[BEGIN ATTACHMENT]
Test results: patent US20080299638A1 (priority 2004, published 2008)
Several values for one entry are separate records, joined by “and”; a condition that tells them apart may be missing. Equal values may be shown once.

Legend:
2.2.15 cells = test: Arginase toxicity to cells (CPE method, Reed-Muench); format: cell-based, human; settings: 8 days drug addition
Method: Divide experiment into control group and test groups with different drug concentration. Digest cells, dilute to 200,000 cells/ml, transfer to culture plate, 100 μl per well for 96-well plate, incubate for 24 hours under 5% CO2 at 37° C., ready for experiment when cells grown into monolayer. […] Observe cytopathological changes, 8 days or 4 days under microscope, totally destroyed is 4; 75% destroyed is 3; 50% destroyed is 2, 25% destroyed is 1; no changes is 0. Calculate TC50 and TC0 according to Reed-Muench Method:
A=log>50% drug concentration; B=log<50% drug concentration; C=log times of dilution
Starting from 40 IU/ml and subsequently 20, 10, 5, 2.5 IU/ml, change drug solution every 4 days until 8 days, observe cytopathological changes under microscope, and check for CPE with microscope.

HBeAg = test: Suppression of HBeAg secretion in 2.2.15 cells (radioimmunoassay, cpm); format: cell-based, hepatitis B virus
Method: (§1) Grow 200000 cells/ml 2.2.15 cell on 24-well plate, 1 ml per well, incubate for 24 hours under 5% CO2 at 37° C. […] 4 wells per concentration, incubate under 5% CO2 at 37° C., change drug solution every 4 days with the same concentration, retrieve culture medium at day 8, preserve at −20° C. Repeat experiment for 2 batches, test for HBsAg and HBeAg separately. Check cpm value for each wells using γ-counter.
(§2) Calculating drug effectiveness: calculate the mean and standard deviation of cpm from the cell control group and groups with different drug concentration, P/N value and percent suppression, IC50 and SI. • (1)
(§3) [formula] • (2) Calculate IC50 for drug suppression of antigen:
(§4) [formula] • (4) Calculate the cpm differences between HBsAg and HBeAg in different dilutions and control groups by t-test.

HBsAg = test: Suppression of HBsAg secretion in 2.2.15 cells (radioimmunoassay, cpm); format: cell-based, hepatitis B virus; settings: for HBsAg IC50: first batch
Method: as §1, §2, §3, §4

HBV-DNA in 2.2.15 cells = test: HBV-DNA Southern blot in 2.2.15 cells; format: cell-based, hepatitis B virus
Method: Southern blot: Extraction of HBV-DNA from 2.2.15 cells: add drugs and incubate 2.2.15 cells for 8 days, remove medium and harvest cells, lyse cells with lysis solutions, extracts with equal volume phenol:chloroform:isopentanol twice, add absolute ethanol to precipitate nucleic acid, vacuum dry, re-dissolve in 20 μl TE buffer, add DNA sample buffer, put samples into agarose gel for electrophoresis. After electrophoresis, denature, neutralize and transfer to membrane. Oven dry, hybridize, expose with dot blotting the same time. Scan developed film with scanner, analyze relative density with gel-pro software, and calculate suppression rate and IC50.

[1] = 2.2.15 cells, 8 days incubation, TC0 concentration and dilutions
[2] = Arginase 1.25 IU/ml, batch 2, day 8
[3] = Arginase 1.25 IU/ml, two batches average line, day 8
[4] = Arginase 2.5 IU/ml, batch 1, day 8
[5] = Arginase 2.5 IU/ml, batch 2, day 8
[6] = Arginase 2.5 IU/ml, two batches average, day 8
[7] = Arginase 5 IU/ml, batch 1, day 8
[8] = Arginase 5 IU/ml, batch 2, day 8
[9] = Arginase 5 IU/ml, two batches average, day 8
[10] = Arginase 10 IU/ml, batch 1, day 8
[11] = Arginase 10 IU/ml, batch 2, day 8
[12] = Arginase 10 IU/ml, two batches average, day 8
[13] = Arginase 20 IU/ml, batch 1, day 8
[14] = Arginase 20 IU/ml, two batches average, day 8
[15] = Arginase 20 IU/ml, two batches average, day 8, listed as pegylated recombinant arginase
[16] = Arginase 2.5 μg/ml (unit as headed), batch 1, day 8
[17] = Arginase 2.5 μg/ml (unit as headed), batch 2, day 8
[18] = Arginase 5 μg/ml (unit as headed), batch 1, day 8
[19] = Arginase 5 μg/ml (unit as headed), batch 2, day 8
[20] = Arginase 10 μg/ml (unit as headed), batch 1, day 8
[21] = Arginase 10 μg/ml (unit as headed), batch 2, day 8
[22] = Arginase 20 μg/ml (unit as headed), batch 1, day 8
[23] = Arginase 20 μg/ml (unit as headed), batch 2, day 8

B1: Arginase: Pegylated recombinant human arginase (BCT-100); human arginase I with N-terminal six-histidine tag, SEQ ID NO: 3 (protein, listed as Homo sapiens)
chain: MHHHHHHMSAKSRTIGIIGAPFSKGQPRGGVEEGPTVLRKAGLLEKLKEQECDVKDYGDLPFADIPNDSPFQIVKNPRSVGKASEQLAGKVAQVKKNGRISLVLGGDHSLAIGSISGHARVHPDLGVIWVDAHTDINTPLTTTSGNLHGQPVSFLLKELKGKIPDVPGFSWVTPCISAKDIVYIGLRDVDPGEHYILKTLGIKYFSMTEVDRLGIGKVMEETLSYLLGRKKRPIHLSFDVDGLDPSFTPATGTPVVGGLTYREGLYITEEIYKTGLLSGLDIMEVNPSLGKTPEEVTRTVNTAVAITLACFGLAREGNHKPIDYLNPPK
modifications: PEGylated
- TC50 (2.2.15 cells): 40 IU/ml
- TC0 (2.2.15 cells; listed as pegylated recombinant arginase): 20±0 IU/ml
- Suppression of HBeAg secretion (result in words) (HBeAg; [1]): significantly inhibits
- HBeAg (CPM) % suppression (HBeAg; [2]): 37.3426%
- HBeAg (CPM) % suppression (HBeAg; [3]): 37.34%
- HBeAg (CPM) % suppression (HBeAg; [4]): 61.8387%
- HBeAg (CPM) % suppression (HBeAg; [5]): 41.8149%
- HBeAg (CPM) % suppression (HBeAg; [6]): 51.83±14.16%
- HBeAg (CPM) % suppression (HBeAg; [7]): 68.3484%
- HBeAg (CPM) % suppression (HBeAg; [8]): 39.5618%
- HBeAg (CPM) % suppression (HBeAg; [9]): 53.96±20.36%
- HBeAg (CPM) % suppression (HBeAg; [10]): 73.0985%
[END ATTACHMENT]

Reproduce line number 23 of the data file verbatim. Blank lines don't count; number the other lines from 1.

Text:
[7] = Arginase 5 IU/ml, batch 1, day 8